It could have gone so horribly wrong. One of the greatest successes of the first season of The Walking Dead was the ever-changing nature of the relationship between protagonist Lee and his young charge Clementine. An uneasy alliance blossomed into something akin to a father-daughter relationship, the escaped convict teaching his surrogate offspring how to survive in a world where death is around every corner. So the news that Clem would be the playable lead in Season Two was naturally greeted with a little suspicion: would we really be able to empathise with the thought processes of a young girl? Could playing as Clem potentially cheapen the impact of the previous season's devastating finale?
All That Remains offers pretty conclusive answers to both questions. One thing is immediately apparent: TellTale isn't going to sugar-coat things for Clementine, nor the player. The world is every bit as nasty and unforgiving as it was before, as an emotional gut-punch of a prologue makes clear. And there's worse to come. This is a brutal opener in places, most notably in one scene that lulls you into a false sense of security before a sudden, dark twist forces you to re-evaluate. Later, there's an extended interactive sequence that is genuinely hard to play through, in the best possible sense. Make no mistake, you will feel Clem's pain, both physical and emotional.
Expect squirms and shocks, then, but plenty of quieter moments, too. Though in the main it makes a pretty clean break from previous events (Clem aside), TellTale can't resist throwing in a few nods to the first season, mostly as sad reminders of what you've already been through. Clem still wears That Hat and carries around a photo of Lee, though an early vignette invites you to consider whether it's worth clinging to the past when letting go might help safeguard your future - if only for a little while.
Though Clem isn't on her own for too long, the episode allows us time to get to know her better. 16 months have passed since the events of the first season and Clementine isn't just a little older, she's a good deal tougher. Sure, there are reminders that ultimately she's still a vulnerable young girl - though she's honed her survival skills, she's still no match for a swarming mass of lumbering walkers - but now she's hardened from experience, wiser and more world-weary. While Melissa Hutchinson won plaudits for her portrayal of Clem during the last season, at times it was hard to ignore the occasional awkwardness that resulted from an adult playing a child. Now Clem is a little more grown-up and both the script and the performance feel like a more natural fit.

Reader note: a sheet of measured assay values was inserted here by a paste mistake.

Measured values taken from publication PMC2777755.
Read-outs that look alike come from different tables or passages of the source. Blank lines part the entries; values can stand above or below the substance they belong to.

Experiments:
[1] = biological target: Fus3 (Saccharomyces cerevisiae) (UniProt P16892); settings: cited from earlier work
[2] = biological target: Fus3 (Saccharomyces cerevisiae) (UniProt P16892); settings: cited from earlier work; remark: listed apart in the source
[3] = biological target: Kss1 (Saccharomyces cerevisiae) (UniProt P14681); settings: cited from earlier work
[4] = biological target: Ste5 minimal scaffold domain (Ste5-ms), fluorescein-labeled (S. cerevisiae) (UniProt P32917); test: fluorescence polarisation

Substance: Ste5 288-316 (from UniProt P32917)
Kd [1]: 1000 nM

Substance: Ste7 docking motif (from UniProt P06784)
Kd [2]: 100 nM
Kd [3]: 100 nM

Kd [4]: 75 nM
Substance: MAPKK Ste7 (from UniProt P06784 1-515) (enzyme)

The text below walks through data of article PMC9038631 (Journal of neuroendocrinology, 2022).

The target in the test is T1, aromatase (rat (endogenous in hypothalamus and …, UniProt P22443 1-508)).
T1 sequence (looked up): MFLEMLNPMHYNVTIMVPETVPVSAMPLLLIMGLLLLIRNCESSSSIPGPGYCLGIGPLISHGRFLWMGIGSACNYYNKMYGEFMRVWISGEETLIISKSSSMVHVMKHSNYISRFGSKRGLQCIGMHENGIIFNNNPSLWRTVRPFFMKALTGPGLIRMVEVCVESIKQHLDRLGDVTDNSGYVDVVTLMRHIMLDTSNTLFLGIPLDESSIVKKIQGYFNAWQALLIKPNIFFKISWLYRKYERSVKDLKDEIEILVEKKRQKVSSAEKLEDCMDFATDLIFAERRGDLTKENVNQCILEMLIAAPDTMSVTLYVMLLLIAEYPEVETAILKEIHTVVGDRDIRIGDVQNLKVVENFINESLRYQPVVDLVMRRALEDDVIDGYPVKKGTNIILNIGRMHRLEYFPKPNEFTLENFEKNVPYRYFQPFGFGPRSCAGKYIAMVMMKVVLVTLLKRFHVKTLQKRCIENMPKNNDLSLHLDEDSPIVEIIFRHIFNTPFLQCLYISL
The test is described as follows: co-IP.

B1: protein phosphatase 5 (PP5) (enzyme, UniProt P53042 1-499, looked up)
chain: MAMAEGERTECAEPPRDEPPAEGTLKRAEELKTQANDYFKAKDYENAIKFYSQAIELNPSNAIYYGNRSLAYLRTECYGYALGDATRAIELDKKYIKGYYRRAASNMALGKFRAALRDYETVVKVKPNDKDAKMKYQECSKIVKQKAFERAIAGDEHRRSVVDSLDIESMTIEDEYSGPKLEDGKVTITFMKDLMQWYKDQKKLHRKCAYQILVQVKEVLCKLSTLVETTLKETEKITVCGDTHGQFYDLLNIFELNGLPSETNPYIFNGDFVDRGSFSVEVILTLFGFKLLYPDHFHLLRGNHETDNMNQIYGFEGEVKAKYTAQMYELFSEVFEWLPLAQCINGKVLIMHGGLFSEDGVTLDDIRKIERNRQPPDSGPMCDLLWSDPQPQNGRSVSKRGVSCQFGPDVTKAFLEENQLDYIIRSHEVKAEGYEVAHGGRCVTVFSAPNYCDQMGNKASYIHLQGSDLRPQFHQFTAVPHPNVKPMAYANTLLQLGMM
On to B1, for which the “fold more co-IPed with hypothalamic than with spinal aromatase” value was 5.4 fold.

Story is everything in The Walking Dead, of course, and it would be remiss to give away too much of what follows. Suffice to say that we're introduced to a new group of characters who aren't quite given enough screen time to develop any real personality, even if their responses to Clem's presence will likely have you picking a few favourites - and one you might prefer to pick a fight with instead. Beyond that, you're given scant idea of what's to come: you'll learn that there's a secret this group isn't prepared to divulge just yet, and encounter another bunch of less friendly survivors. But that's about it. While the teaser for the next episode introduces an intriguing possibility that'll have forums excitedly predicting what it could possibly be, it's a pity there aren't more threads to really grab hold of.
A shame, too, that at times TellTale is content to retread old ground. Two moments in particular are merely variants on choices we've seen before, and while one of them looks set to have a long-term impact on the narrative, it's a hint at what we hope doesn't turn into a full-blown creative malaise. The interface has been tweaked very slightly, but it could still do with further refinement, and while the quicktime events during the action sequences are often fittingly frantic, some of them are also awkward and overly familiar. It's still blighted by technical problems, too, including a stuttering frame-rate, halting transitions and stilted animations. We've grown accustomed to clumsy camera shifts and invisible walls, but there's no real excuse why a game that can hardly be pushing the 360's architecture should run so poorly at times.